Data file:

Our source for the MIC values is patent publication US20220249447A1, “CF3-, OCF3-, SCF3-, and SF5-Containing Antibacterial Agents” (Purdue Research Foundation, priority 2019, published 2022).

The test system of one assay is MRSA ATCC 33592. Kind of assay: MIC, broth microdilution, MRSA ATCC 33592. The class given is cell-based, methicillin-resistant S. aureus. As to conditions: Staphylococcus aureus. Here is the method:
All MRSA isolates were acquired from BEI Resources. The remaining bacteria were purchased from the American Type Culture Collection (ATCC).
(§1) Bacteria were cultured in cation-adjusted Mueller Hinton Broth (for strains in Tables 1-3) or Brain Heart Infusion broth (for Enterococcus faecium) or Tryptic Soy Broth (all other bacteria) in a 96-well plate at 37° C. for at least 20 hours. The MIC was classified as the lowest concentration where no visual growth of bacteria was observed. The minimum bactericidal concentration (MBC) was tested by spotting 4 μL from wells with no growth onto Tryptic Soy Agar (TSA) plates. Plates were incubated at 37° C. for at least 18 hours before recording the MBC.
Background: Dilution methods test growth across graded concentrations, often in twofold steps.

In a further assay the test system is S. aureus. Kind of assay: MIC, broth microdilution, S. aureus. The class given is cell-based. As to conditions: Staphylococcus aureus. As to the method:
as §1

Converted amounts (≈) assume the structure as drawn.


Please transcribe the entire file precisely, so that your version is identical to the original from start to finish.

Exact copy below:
Our source for the MIC values is patent publication US20220249447A1, “CF3-, OCF3-, SCF3-, and SF5-Containing Antibacterial Agents” (Purdue Research Foundation, priority 2019, published 2022).

The test system of one assay is MRSA ATCC 33592. Kind of assay: MIC, broth microdilution, MRSA ATCC 33592. The class given is cell-based, methicillin-resistant S. aureus. As to conditions: Staphylococcus aureus. Here is the method:
All MRSA isolates were acquired from BEI Resources. The remaining bacteria were purchased from the American Type Culture Collection (ATCC).
(§1) Bacteria were cultured in cation-adjusted Mueller Hinton Broth (for strains in Tables 1-3) or Brain Heart Infusion broth (for Enterococcus faecium) or Tryptic Soy Broth (all other bacteria) in a 96-well plate at 37° C. for at least 20 hours. The MIC was classified as the lowest concentration where no visual growth of bacteria was observed. The minimum bactericidal concentration (MBC) was tested by spotting 4 μL from wells with no growth onto Tryptic Soy Agar (TSA) plates. Plates were incubated at 37° C. for at least 18 hours before recording the MBC.
Background: Dilution methods test growth across graded concentrations, often in twofold steps.

In a further assay the test system is S. aureus. Kind of assay: MIC, broth microdilution, S. aureus. The class given is cell-based. As to conditions: Staphylococcus aureus. As to the method:
as §1

Converted amounts (≈) assume the structure as drawn.